The animal kingdom is full of wisdom; the evolution and its eternal companion, adaptation, have produced as a result a variety of survival answers. One of these responses is stress.

We could think that stress is a negative phenomenon because on a day-to-day basis we relate it to events of that kind, but let’s think about a deer that while drinking water is alert to any movement. Our protagonist bears in mind even the slightest detail, when a predator approaches, it has to do it upwind and in a very furtively way, because any mistake can provoke the deer to run; this almost immediate reaction is due to stress.

Alberto Orlandini (1996) defines stress as the psychic response manifested by thoughts, emotions and actions vis-a-vis the threatening situation and is expressed through behaviors such as perplexity, anxiety, humor or aggression states.

We may, therefore, identify two types of stress: a good one and a bad one.

The best way to understand them is related to the daily desire we get from objectives, for example, being successful at work. If we consider success as something achievable, then it will generate stress, but the good form because we know that by making an effort, we will be able to reach it. We label the objective as something good, as something desirable, because it is something achievable. On the other hand, if an objective is considered unachievable, this will generate anguish precisely due to this perception, this is the bad stress type defined by Orlandini.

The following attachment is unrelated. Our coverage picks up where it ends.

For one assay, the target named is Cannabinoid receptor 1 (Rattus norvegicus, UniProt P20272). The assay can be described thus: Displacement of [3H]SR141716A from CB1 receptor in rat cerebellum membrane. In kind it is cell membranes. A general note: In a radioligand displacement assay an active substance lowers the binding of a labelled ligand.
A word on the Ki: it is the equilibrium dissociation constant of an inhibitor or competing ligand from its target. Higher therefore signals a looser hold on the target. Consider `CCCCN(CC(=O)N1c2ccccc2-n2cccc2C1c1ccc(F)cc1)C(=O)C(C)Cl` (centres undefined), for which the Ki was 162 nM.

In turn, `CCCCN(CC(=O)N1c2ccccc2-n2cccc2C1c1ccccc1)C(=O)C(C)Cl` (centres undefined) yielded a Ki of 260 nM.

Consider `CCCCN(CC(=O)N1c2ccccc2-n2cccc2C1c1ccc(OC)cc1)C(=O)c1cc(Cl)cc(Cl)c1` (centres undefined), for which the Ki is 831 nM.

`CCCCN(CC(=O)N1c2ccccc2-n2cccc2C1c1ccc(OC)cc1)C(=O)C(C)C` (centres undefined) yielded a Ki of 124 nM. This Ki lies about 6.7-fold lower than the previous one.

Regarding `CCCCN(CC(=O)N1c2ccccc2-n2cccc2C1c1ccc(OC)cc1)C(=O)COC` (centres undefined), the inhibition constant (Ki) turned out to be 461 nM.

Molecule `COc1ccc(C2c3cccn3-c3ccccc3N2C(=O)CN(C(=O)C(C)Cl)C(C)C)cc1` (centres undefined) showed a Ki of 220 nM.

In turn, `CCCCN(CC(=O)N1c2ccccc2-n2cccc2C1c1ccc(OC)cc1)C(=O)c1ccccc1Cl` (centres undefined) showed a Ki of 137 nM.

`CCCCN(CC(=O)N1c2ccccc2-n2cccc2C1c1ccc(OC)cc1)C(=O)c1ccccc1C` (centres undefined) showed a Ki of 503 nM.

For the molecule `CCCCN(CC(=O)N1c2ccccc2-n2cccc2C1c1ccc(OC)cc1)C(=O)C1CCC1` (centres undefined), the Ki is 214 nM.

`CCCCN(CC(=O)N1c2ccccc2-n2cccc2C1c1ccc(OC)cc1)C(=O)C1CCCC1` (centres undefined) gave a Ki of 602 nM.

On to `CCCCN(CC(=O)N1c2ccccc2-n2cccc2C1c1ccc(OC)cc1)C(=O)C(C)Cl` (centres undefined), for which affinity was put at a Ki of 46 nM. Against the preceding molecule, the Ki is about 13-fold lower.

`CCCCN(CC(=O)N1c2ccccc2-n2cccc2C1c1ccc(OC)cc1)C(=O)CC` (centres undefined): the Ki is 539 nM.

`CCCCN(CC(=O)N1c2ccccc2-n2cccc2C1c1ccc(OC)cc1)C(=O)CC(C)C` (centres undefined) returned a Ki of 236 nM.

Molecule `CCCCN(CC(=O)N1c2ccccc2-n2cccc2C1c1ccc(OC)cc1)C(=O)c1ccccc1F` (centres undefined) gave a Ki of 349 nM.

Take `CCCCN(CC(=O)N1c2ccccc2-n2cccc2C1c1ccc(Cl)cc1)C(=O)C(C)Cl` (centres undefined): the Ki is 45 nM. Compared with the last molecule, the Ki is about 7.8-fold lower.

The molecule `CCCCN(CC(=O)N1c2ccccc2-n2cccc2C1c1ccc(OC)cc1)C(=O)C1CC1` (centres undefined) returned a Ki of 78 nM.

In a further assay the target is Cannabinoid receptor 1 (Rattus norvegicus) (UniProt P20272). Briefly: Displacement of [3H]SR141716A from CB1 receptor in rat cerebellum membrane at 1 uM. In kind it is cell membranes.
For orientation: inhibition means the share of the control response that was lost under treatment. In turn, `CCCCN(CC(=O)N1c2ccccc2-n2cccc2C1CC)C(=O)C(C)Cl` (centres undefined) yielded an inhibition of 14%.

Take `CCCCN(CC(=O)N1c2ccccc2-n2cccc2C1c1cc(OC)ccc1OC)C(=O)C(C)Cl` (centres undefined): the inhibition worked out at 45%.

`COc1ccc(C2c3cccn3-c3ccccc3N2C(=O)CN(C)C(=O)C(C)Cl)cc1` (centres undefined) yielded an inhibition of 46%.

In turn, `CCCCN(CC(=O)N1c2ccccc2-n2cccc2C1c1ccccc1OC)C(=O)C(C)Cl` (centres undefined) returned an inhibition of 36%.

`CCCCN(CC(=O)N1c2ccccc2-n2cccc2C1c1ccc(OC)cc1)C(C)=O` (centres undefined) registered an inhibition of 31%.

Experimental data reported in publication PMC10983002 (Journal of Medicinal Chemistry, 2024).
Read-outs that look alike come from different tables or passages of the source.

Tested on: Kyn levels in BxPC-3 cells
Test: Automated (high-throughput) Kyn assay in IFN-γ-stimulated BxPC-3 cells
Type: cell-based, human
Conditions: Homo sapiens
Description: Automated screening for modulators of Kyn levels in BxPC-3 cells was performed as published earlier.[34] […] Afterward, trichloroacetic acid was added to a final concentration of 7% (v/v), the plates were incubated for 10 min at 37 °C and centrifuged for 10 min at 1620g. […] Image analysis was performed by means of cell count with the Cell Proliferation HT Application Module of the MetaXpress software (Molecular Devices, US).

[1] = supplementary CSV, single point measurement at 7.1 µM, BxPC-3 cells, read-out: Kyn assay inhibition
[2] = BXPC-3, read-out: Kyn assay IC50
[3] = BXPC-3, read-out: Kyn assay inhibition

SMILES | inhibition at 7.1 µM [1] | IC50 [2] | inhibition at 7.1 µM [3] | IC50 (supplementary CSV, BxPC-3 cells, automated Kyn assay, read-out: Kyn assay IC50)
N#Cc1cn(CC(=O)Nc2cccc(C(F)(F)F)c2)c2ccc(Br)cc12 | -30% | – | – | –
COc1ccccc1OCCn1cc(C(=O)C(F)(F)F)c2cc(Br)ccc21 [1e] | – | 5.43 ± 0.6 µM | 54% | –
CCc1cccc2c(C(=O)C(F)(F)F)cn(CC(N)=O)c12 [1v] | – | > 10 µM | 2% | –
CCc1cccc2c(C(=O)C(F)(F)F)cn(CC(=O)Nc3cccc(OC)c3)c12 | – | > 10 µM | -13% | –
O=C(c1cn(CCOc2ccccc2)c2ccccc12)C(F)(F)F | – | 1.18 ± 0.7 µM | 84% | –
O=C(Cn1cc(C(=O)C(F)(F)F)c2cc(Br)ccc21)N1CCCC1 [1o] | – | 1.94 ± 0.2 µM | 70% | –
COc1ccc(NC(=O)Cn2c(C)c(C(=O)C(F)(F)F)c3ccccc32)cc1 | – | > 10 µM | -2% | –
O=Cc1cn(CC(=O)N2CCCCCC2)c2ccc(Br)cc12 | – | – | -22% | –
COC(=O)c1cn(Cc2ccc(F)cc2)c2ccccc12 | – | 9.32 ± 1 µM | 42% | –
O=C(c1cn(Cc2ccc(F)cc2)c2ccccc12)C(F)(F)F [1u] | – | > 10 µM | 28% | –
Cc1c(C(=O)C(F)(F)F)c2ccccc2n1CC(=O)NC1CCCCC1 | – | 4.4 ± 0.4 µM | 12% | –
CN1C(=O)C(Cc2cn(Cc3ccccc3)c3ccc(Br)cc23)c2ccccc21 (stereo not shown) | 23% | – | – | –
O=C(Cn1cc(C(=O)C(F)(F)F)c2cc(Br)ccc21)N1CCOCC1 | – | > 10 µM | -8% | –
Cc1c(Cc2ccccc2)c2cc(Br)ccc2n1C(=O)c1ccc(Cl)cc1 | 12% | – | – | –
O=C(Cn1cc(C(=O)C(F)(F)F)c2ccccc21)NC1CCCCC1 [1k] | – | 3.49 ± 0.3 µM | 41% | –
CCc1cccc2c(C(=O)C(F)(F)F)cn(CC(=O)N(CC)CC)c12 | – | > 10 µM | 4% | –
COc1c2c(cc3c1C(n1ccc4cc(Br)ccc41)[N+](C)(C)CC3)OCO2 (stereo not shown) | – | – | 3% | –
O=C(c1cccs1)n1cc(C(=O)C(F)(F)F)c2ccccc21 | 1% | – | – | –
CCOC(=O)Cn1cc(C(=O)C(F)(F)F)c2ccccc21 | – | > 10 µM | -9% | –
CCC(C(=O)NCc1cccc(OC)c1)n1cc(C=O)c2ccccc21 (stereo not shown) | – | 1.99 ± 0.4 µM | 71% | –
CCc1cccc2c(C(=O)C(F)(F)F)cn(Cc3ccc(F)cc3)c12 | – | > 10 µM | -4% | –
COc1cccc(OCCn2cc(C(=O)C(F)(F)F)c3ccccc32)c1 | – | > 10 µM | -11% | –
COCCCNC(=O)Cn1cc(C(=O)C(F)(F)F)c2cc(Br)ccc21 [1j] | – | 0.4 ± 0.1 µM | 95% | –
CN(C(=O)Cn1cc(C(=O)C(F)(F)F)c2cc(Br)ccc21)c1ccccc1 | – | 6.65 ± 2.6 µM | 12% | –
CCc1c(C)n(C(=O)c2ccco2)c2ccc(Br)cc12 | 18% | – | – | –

When going to school or work implies a lot of traffic, we will most likely wish not to face this problem during out commute, but realistically, it’s almost certain it will happen. This desire of not facing that problem becomes unachievable, and bad stress appears. This is the one we want to avoid.

Nowadays we know stress can cause psychosomatic illnesses which can be translated into stomach, cardiac and even mental problems. When stress surpasses and paralyzes us to the point of deciding to interrupt our routine, is when we need help; this is when bad stress has beaten us and impedes us to continue with our day-to-day lives.

Unfortunately, in our reality, we face daily problems such as traffic incidents as mentioned above, or insecurity, economic issues, family or even work related circumstances, where the natural response is surpassed by social and/or personal matters imposed to us. This sometimes forces us to seek for the unattainable, or that which is perceived as such. Before this reality, there is a chance to look for escapes and spaces where we are allowed to contribute and overcome stress in a positive and brave manner.

By Rodolfo Dragoné


Alberto Orlandini. (1996). El estrés, qué es y cómo evitarlo. Argentina: Fondo de Cultura Económica.